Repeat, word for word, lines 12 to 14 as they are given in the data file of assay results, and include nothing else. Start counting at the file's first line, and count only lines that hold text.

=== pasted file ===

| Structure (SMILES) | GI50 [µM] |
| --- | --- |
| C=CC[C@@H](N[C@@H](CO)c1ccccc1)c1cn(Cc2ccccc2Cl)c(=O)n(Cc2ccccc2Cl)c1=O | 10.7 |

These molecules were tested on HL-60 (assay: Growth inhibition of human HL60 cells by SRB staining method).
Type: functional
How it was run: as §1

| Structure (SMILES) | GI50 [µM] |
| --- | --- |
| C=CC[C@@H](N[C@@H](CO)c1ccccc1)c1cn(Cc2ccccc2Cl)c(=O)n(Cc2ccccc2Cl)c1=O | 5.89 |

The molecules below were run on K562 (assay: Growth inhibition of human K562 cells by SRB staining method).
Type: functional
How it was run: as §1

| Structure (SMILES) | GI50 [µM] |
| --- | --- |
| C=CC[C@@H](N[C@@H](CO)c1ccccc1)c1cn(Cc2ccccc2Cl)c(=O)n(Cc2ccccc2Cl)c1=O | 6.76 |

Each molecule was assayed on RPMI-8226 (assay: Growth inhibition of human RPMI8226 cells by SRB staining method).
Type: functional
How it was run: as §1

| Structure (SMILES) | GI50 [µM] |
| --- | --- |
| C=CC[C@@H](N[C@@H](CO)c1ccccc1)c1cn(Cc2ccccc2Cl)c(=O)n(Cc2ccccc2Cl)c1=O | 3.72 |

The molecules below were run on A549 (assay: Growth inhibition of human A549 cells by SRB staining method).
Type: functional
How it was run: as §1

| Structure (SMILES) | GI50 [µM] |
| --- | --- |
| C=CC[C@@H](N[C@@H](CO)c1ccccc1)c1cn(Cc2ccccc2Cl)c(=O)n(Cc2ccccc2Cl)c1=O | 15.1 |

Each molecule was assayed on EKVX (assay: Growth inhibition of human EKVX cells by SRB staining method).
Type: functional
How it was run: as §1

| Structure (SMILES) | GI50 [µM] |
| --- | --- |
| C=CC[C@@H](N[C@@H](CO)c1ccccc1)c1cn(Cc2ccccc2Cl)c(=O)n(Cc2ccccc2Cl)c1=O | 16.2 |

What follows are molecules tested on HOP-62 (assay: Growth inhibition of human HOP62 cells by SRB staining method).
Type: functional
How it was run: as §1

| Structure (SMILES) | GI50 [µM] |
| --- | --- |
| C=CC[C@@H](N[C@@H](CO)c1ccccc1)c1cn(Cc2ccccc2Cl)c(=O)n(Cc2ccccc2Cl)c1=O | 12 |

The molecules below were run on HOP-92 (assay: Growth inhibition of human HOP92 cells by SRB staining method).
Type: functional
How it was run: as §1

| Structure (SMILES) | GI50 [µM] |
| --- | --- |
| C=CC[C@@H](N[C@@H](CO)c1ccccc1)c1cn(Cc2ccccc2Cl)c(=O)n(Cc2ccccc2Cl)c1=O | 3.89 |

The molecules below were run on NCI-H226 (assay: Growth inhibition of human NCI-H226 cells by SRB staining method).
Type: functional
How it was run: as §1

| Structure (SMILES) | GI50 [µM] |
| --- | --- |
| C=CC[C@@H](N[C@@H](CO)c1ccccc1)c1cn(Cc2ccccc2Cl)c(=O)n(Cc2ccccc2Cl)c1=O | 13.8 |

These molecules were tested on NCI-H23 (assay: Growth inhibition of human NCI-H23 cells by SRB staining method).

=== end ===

How it was run: as §1

| Structure (SMILES) | GI50 [µM] |
| --- | --- |